Charity mission for Huddersfield firefighter battling brain tumour

Firefighter Andy Wooler is raising funds for the Candlelighters charity

Huddersfield Watch Commander Andy Wooler is battling a brain tumour

Brave firefighter Andy Wooler is back at work after battling a brain tumour.

And now the Huddersfield hero is hoping to raise cash for a cancer charity.

Watch Commander Wooler's life was turned upside down last year when he was diagnosed with a brain tumour after suffering from seizures out of the blue.

The 45-year-old dad, who previously had no serious health conditions, has had to come to terms with the diagnosis of a grade three, potentially life-threatening tumour.

He spent a week at Leeds General Infirmary and since then he has undergone gruelling radiotherapy and chemotherapy treatment.

It was while he was in the LGI he became familiar with the amazing work of Yorkshire children's cancer charity, Candlelighters, and has now organised a fundraising car wash for them.

It takes place on Saturday, April 12, at Huddersfield Fire Station, between 10am and 4pm, and Andy is appealing for the community to get behind

his goal of raising £1,000.

He said: “Being diagnosed with a brain tumour is something I never contemplated would ever happen to me and it has been a massive shock to come to terms with - and I‟m an adult.

“I have a 12-year-old son and I wonder, what if it was our son going through what I'm going through?‟ I don't know how families deal with that.

“I just want to do something to show my gratitude to the hospital for the treatment and care I have received and hopefully raise some cash for the youngsters.”

Andy's story started last July when he had an unexpected seizure and a scan revealed the brain tumour.

A biopsy was taken and it was initially thought to be non-cancerous (benign).However, six weeks later Andy had a second seizure and a second biopsy confirmed the tumour was malignant and was grade three,grade four being the most aggressive.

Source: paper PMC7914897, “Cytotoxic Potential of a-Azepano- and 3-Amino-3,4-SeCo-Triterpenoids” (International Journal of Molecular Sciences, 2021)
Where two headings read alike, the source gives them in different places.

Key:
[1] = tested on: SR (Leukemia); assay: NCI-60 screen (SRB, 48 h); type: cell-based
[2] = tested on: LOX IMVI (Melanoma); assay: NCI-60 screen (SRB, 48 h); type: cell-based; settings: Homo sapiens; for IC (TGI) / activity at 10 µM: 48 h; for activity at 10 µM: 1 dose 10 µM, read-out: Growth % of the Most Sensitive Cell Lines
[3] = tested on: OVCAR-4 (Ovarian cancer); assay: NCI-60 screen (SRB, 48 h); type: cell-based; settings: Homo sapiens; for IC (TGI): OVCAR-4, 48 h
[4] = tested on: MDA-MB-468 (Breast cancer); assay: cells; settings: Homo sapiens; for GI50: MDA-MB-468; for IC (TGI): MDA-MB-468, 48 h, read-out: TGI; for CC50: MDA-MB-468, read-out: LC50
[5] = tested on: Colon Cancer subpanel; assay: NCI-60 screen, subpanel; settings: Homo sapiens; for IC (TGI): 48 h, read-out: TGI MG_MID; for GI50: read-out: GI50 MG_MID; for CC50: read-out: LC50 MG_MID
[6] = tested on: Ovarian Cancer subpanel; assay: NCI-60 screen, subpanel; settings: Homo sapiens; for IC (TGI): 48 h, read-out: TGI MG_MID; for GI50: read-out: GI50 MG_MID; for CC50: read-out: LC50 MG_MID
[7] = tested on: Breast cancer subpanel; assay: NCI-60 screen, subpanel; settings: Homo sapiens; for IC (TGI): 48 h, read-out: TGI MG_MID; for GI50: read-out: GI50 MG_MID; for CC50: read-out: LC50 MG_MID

He undertook a course of 30 sessions of radiotherapy throughout November and December 2013.

“The radiotherapy was every day, Monday to Friday for six weeks. It zaps you completely. You just have no energy, that‟s the biggest thing.”

At the end of January this year Andy started follow-up chemotherapy and has now returned to work on non-operational duties.

He said: “The latest scan I had a couple of weeks ago showed the tumour had enhanced which could mean one of two things. Either the treatment is not working or it had been sensitised by the chemotherapy.

“It‟s not great news. They have not given me a final prognosis. I'm just going to continue with the chemotherapy and that will take me up to summer time. We will see from there. I think that will be a crucial time.

“The oncology doctor said that they can't get rid of the tumour so it's living with it and managing it. My gut feeling is that I'm living with it for as long as I live and I hope that is many, many years. ”

Candlelighters was formed 40 years ago and is run by parents of youngsters who have, or have had, cancer and the medics who treat them.

It offers emotional, practical and financial support.

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